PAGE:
• 129. Auwers, Michael
    et al.
    Biltekin, Nevra
    Stockholm University, Faculty of Humanities, Department of History.
    La diplomatie en mémoires: Étude sur les mémoires de diplomates belges et suédois du xxe siècle2012In: Ecrivains et diplomates: L'invention d'une tradition. XIXe-XXIe siècles / [ed] Laurence Badel, Gilles Ferragu, Stanislas Jeannesson, Renaud Meltz, Paris: Armand Colin, 2012Chapter in book (Refereed)
  • 130. Auwers, Michael
    et al.
    Biltekin, Nevra
    Stockholm University, Faculty of Humanities, Department of History.
    Remembering Personal Heroism in Times of Democratization: Some Thoughts about the Functionality of Belgian and Swedish Diplomatic Memoirs2012In: Transnational Subjects: History, Society and Culture, ISSN 2045-5232, Vol. 2, no 1, p. 95-103Article in journal (Refereed)
    Abstract [en]

    Historians have seldom asked why diplomats write their memoirs, and have only rarely inquired into the relationship between the diplomatic profession and the literary genre of memoirs. This essay attempts to clarify these questions by focusing on the Belgian and Swedish diplomatic communities as test cases. We argue that the democratization of diplomacy in the twentieth century incited diplomats to take up their pens in defense of their profession. In order to harmonize their images of self with a changing world and an ever more critical public opinion, they tended to stress the heroic dimension of their professional identities.

  • 131.
    Back Danielsson, Ing-Marie
    Stockholm University, Faculty of Humanities, Department of Archaeology and Classical Studies.
    A Rare Analogy: Contemporary Cremation Practices2009In: On the Threshold: Burial Archaeology in the Twenty-first Century / [ed] Back Danielsson, I.-M., Gustin, I., Larsson, A., Myrberg, N. and Thedéen, S., Stockholm: Stockholm Unviersity , 2009Chapter in book (Other academic)
    Abstract [en]

    This paper presents four different examples of how studies of contemporary cremation practices are an important aspect of archaeological research, both as a focus of archaeological research into the recent and contemporary past and as a source of analogy and/or anti-analogy in the interpretation of prehistoric mortuary practices. I show that archaeology contributed in a most direct way to the introduction of modern cremations in Sweden, that an archaeological analysis may be made of the architecture of death, and that the very cremation act of today may be fruitfully contrasted to that of Late Iron Age Scandinavia. Lastly, I discuss the significance of the concepts of the body, identity and person.

  • 132.
    Back Danielsson, Ing-Marie
    Stockholm University, Faculty of Humanities, Department of Archaeology and Classical Studies. Allmän arkeologi.
    Bodies and Identitities in Late Iron Age Scandinavia2008In: Prehistoric Europe.: Theory and Practice., Wiley-Blackwell , 2008Chapter in book (Refereed)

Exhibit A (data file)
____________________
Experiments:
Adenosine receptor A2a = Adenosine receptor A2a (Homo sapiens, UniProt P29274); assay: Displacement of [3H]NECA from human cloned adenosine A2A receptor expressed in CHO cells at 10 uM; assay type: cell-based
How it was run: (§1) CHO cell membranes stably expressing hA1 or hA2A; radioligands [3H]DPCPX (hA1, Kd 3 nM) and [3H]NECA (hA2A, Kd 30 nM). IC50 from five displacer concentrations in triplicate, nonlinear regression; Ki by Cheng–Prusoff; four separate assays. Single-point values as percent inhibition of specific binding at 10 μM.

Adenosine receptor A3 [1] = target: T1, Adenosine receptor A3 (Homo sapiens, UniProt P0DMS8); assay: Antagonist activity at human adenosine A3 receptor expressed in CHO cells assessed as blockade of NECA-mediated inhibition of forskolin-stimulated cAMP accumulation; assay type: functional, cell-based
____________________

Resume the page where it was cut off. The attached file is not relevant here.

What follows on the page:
• 133.
    Back Danielsson, Ing-Marie
    Stockholm University, Faculty of Humanities, Department of Archaeology and Classical Studies.
    Engendering Performance in the Late Iron Age1999In: Current Swedish Archaeology, Vol. 7, p. 7-20Article in journal (Refereed)
  • 134.
    Back Danielsson, Ing-Marie
    Stockholm University, Faculty of Humanities, Department of Archaeology and Classical Studies.
    Go Figure!: Creating Intertwined Worlds in the Scandinavian Late Iron Age (AD 550–1050)2010In: Anthropomorphic and Zoomorphic Miniature Figuresin Eurasia, Africa and Meso-AmericaMorphology, materiality, technology, function and context: Materiality, technology, function and context / [ed] Dragos Gheorghiu and Ann Cyphers, Oxford: Archaeopress , 2010, p. 79-90Chapter in book (Other academic)
    Abstract [en]

    This paper discusses Scandinavian gold foil figures from the early part of the Late Iron Age (AD 550–1050). The author presents two major points of interest that have been neglected in previous research. The first highlights how the manipulations the figures have undergone must be taken into consideration, which is accomplished with the help of theatre theory, semiotics and anthropology. The second places an emphasis on how the context from which the figures have been retrieved must be analysed. Consequently, from the example of a ceremonial building at Uppåkra, Sweden, it is contended that the figures were made by artisans/smiths that, apart from expertly making the figures, also acted as ritual specialists when the structure was built or inaugurated. As such, they were responsible for depositing specific figures in particular, designated and pivotal places that needed protection or other ritual treatment. The gold foil figures further highlight the intertwinement between subject and object, human and nonhuman, as well as between the divine and the mundane. Therefore they contribute significantly to discussions on materiality.

  • 135.
    Back Danielsson, Ing-Marie
    Stockholm University, Faculty of Humanities, Department of Archaeology and Classical Studies.
    Hagerman, M. Försvunnen värld: Om den största arkeologiska utgrävningen någonsin i Sverige2011In: Fornvännen, ISSN 0015-7813, E-ISSN 1404-9430Article, book review (Other academic)
  • 136.
    Back Danielsson, Ing-Marie
    Stockholm University, Faculty of Humanities, Department of Archaeology and Classical Studies.
    Hemdrup-staven – ett nytt tolkningsförslag2001In: Fornvännen, p. 73-77Article in journal (Refereed)
  • 137.
    Back Danielsson, Ing-Marie
    Stockholm University, Faculty of Humanities, Department of Archaeology and Classical Studies.
    Härjad hög i Hallunda.: Arkeologisk undersökning av anläggning 34 från yngre järnålder på gravfält RAÄ 75, Hallunda, Botkyrka sn, Södermanland.2000Report (Other academic)
  • 138.
    Back Danielsson, Ing-Marie
    Stockholm University, Faculty of Humanities, Department of Archaeology and Classical Studies.